Consistently great Beechworth Shiraz. Good concentration and lovely, super-long flavour lead through to an astringent finish that needs time to mellow. 93 points, Ralph Kyte Powell, Age/Sydney Morning Herald.
The difference between this and the Estate Vineyard Shiraz cannot be overemphasised; here, there is deeper colour, and an almost shocking display on the bouquet and palate of heavily spiced black fruits, anise, earth and briar, a touch of bitter chocolate appearing on the finish and aftertaste; the oak, too, plays a larger role in this wine. If you manage to get your hands on a bottle of each, try to decide how much the difference is the hand of god, how much the hand of man.
96 points, Wine Companion (April 2014)
Deep garnet-purple, the 2012 Warner Vineyard Shiraz displays lovely aromas of red and black berries – mulberries, red cherries and black raspberries – with nuances of lavender, black pepper and wild thyme. Light to medium-bodied, the palate is very elegantly styled, with a moderate level of grainy tannins and lively acid finishing with plenty of vibrant berry, pepper and spice flavor layers.
94 points, Wine Advocate (October 2014)
Deepish purple/red colour, fresh and young. The bouquet is led by vegetal notes: it's very stemmy beside conventional shirazes, but it's very complex, and the pay-off is in the mouth where it is quite delicious. It's full and soft, powder textured, with fresh acidity and soft, gentle tannins. Very good intensity and length. As a drink, especially with cheese, it is superb.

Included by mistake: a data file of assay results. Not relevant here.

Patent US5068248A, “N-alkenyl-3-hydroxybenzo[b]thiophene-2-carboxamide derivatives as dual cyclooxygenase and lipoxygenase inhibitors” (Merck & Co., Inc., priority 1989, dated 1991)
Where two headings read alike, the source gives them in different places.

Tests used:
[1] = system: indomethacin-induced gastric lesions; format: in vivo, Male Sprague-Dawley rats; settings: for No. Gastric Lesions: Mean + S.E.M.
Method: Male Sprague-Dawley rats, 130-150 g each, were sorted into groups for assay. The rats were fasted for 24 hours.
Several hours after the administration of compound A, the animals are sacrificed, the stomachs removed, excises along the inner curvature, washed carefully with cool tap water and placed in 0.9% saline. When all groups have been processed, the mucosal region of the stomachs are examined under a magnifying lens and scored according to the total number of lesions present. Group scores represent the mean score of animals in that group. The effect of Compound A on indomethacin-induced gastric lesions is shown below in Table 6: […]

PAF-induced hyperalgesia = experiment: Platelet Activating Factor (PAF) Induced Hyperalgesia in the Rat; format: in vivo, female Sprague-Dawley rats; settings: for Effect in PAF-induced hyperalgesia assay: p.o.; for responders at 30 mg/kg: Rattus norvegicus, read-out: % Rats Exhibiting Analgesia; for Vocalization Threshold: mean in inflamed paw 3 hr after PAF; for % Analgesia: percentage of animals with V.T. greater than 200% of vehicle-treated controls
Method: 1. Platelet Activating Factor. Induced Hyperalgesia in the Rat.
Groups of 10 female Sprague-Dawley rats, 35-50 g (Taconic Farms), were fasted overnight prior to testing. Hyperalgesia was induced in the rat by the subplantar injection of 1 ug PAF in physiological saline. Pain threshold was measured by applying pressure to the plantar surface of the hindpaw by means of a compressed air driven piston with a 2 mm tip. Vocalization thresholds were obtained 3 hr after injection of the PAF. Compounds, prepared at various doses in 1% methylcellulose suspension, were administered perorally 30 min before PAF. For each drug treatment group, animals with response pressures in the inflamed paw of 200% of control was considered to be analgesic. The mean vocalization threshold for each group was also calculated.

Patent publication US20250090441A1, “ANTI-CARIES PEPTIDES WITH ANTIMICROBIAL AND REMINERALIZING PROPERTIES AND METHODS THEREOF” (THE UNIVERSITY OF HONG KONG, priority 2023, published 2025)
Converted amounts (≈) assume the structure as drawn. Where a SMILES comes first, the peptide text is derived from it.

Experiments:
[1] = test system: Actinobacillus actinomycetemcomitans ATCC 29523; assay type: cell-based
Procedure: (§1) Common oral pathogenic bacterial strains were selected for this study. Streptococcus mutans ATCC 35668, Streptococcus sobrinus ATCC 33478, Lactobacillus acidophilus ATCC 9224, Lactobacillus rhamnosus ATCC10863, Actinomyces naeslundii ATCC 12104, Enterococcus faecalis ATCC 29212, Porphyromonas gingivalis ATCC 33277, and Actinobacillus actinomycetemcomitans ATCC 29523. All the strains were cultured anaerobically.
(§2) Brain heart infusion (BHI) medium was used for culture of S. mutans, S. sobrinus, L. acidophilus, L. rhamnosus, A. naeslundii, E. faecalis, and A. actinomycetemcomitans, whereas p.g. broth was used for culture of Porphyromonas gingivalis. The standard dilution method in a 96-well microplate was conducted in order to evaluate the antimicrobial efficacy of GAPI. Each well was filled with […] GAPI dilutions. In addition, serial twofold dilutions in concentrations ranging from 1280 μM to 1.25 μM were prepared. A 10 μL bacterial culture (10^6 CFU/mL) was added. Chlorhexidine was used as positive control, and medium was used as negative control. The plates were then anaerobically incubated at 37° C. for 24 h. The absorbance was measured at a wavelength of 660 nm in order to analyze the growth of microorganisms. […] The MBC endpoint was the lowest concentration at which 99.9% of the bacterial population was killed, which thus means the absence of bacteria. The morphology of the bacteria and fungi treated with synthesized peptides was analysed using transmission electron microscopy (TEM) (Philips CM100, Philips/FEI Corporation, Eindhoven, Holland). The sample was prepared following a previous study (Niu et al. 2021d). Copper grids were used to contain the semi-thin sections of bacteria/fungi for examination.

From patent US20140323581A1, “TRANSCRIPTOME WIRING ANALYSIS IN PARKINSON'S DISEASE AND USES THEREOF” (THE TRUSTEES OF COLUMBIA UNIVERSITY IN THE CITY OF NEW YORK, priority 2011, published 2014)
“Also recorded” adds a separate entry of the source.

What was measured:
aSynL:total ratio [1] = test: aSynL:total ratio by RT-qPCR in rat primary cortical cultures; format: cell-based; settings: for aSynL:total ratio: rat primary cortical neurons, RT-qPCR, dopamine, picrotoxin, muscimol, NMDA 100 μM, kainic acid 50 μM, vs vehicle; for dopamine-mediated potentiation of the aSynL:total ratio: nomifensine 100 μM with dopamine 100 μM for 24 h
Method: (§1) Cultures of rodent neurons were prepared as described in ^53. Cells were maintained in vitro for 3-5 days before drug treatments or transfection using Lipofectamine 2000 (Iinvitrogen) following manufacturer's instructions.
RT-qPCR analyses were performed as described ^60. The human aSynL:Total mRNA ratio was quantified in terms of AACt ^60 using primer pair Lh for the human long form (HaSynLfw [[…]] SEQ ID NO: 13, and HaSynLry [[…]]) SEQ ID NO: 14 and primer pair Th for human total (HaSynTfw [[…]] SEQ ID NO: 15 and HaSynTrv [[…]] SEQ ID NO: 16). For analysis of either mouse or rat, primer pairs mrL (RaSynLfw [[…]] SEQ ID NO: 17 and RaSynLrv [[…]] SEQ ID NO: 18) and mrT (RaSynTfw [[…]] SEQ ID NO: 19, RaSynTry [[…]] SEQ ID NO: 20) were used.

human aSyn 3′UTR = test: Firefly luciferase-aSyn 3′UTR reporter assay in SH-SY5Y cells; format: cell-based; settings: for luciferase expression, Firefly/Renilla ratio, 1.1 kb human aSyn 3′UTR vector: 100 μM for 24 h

93 points, The Real Review (June 2014)
Located in the foothills of the Victorian Alps, Beechworth is a small cool climate region with high continentality. The vineyards enjoy a large number of sunshine hours and are generally planted at altitudes of 400m. A variety of soil types are found with the two dominant ones being ancient sandstone gravel and clay and granitic loams over decomposed gravels and clays. While north or north-easterly slopes are generally favoured, the best sites are located away from higher altitude, cold-air drainage channels, with the risk of frost high in both spring and autumn. Restricted water availability means most vineyards are dry-grown. A region of small boutique producers, Beechworth is best known for premium Chardonnay, Shiraz and Pinot Noir, although plantings of Italian varieties including Sangiovese and Nebbiolo also show great promise.